Clinical integration of machine learning for curative-intent radiation treatment of patients with prostate cancer
Nat Med . 2021 Jun 3. doi: 10.1038/s41591-021-01359-w. Online ahead of print.
Chris McIntosh, Leigh Conroy, Michael C Tjong, Tim Craig, Andrew Bayley, Charles Catton, Mary Gospodarowicz, Joelle Helou, Naghmeh Isfahanian, Vickie Kong, Tony Lam, Srinivas Raman, Padraig Warde, Peter Chung, Alejandro Berlin, Thomas G Purdie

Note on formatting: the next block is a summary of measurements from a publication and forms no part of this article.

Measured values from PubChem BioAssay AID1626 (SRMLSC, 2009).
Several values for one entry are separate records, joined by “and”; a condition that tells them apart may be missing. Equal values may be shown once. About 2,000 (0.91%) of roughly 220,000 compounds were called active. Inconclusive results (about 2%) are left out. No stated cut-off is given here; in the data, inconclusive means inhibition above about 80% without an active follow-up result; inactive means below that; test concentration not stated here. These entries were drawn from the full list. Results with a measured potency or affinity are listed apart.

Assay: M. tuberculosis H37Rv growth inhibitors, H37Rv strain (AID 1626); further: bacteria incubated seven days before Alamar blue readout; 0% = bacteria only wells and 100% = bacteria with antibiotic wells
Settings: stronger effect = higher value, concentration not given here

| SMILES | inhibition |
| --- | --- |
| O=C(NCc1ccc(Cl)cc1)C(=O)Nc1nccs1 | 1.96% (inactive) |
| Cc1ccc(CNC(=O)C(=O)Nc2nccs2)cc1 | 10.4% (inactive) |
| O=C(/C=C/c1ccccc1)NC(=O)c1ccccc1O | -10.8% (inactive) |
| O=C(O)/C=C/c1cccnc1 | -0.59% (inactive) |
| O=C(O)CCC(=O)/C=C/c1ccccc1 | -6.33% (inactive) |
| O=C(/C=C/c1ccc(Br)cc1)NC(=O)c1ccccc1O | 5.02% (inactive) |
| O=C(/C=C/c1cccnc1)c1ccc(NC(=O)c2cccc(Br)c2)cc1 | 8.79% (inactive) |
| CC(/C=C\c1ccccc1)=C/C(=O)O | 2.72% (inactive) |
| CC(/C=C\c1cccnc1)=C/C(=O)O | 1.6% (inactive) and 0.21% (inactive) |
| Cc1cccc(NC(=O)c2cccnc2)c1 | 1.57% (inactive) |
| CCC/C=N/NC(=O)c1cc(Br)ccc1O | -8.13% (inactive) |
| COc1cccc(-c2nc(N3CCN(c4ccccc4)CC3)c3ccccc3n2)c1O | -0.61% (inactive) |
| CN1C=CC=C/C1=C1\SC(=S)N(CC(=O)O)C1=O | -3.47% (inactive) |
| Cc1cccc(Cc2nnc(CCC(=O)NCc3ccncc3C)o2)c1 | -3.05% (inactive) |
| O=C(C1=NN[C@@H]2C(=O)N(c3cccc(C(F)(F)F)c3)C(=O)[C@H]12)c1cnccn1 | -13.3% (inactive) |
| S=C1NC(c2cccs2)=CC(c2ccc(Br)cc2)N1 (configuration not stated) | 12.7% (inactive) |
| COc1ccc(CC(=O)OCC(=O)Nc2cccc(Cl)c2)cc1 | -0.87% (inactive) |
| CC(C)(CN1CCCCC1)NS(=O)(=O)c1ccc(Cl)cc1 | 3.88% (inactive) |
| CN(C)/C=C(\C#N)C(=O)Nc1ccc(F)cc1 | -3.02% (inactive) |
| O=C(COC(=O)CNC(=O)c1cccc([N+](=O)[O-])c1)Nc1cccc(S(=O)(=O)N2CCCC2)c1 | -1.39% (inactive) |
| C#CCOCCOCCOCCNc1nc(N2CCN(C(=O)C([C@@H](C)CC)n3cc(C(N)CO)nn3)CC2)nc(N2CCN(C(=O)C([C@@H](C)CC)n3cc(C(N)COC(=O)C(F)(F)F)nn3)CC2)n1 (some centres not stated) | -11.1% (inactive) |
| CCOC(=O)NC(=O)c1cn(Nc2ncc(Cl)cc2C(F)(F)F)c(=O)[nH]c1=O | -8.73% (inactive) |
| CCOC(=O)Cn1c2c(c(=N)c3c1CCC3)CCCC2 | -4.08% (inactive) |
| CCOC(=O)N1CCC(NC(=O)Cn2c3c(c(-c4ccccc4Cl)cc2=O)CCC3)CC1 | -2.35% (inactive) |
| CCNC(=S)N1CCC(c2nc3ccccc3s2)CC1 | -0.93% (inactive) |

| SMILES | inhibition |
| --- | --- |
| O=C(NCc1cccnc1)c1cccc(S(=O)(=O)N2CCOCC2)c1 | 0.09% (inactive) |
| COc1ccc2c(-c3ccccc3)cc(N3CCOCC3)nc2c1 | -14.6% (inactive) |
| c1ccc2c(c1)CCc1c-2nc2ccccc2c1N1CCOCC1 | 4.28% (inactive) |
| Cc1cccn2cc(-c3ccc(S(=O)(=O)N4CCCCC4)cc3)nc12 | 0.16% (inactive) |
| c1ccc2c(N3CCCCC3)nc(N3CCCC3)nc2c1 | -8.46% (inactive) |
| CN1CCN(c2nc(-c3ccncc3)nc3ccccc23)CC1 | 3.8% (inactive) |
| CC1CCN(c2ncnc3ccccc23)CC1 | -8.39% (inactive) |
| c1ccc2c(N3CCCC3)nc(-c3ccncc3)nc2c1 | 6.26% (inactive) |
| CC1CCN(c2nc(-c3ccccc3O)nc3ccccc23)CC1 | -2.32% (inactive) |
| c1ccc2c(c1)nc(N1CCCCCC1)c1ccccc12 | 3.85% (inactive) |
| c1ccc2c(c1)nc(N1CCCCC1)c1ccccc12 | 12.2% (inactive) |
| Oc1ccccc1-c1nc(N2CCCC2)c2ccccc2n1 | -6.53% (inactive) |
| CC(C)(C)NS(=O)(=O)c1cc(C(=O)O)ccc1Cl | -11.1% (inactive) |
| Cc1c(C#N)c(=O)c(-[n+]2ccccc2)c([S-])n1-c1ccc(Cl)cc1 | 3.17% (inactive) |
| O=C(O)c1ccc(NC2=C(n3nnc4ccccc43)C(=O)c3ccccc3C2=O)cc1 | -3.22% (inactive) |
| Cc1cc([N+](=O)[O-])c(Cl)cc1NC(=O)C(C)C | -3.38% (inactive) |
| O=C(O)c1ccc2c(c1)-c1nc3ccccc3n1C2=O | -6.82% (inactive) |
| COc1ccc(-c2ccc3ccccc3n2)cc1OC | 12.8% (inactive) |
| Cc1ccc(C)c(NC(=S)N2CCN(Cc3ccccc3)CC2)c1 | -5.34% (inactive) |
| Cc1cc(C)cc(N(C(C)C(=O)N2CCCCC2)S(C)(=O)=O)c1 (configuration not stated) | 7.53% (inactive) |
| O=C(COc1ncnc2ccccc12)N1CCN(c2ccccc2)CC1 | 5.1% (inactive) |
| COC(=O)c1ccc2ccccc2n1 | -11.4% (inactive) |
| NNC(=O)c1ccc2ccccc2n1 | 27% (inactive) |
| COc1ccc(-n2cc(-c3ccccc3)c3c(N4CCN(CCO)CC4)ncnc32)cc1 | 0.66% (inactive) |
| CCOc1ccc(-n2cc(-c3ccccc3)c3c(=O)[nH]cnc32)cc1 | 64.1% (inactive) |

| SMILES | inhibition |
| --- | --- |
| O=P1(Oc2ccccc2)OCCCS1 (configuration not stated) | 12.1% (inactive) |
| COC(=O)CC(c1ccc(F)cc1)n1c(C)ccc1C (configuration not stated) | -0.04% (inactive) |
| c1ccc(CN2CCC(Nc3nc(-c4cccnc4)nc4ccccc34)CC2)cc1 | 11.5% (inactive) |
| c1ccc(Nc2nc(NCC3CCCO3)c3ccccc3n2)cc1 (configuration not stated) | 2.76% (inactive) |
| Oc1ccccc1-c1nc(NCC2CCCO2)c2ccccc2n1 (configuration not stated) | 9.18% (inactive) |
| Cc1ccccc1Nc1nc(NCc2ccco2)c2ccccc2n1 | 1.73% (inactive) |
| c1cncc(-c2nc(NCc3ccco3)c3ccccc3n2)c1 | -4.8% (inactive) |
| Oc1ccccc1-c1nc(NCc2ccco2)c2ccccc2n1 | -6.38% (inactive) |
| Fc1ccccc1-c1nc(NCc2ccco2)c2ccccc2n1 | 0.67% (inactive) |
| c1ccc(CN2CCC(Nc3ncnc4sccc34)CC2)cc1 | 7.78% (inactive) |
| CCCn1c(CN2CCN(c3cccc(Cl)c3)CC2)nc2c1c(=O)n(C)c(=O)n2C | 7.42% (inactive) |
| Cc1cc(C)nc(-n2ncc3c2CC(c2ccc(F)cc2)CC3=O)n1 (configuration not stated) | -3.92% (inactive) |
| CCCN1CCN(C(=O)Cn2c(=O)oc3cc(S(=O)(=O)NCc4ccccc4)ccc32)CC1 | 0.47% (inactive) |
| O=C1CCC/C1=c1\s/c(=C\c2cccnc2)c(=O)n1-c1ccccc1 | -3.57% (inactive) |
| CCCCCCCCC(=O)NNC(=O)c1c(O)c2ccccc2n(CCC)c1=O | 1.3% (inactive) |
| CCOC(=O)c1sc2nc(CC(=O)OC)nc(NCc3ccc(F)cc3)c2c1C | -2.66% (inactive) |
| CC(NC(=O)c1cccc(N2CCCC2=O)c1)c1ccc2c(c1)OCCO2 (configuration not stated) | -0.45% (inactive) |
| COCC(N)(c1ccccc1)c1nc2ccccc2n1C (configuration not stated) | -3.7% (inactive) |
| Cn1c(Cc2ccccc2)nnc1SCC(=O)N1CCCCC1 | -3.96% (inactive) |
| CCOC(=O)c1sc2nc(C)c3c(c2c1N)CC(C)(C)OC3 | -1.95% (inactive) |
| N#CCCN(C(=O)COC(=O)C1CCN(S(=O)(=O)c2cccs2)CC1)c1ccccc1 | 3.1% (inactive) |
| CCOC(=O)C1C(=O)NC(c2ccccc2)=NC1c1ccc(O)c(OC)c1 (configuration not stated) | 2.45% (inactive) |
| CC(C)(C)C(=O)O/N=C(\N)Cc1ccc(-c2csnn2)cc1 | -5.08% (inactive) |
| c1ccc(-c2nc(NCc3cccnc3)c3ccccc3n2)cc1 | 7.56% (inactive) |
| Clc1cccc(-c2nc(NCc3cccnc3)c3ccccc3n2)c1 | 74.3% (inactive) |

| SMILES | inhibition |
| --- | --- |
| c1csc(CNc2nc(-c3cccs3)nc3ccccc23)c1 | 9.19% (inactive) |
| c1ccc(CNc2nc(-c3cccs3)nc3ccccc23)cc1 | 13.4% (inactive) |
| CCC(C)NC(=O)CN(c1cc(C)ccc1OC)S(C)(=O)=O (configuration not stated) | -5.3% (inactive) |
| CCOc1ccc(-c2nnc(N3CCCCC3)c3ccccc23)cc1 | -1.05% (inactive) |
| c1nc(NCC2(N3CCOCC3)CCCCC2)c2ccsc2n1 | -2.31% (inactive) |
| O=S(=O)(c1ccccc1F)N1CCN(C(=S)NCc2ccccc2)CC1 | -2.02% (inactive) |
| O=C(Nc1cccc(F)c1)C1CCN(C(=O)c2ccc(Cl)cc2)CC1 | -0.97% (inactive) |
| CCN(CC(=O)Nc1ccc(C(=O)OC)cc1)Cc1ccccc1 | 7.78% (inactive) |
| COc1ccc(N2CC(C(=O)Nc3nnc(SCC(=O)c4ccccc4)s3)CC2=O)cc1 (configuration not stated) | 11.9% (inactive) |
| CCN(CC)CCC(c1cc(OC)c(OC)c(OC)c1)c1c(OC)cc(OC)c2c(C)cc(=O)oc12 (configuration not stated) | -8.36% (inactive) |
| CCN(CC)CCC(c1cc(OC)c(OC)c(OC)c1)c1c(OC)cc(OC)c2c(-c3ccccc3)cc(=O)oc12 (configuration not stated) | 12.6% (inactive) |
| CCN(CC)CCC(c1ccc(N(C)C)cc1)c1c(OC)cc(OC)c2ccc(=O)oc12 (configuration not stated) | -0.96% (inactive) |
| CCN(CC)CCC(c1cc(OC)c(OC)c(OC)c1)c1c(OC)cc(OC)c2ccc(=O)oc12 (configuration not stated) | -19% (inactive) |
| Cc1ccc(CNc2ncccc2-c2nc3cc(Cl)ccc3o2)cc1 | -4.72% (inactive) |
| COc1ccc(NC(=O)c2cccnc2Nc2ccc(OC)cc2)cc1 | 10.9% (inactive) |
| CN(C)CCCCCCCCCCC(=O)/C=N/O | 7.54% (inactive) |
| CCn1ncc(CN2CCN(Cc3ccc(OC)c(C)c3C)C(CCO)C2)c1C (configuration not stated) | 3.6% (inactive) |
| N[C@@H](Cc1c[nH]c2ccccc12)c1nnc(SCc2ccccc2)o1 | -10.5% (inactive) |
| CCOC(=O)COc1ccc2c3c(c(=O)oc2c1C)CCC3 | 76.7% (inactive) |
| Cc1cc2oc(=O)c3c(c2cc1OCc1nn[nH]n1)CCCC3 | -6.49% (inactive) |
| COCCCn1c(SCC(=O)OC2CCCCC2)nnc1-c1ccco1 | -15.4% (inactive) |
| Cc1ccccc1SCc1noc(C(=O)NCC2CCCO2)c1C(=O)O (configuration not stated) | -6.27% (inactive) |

Machine learning (ML) holds great promise for impacting healthcare delivery; however, to date most methods are tested in 'simulated' environments that cannot recapitulate factors influencing real-world clinical practice. We prospectively deployed and evaluated a random forest algorithm for therapeutic curative-intent radiation therapy (RT) treatment planning for prostate cancer in a blinded, head-to-head study with full integration into the clinical workflow. ML- and human-generated RT treatment plans were directly compared in a retrospective simulation with retesting (n = 50) and a prospective clinical deployment (n = 50) phase. Consistently throughout the study phases, treating physicians assessed ML- and human-generated RT treatment plans in a blinded manner following a priori defined standardized criteria and peer review processes, with the selected RT plan in the prospective phase delivered for patient treatment. Overall, 89% of ML-generated RT plans were considered clinically acceptable and 72% were selected over human-generated RT plans in head-to-head comparisons. RT planning using ML reduced the median time required for the entire RT planning process by 60.1% (118 to 47 h). While ML RT plan acceptability remained stable between the simulation and deployment phases (92 versus 86%), the number of ML RT plans selected for treatment was significantly reduced (83 versus 61%, respectively). These findings highlight that retrospective or simulated evaluation of ML methods, even under expert blinded review, may not be representative of algorithm acceptance in a real-world clinical setting when patient care is at stake.
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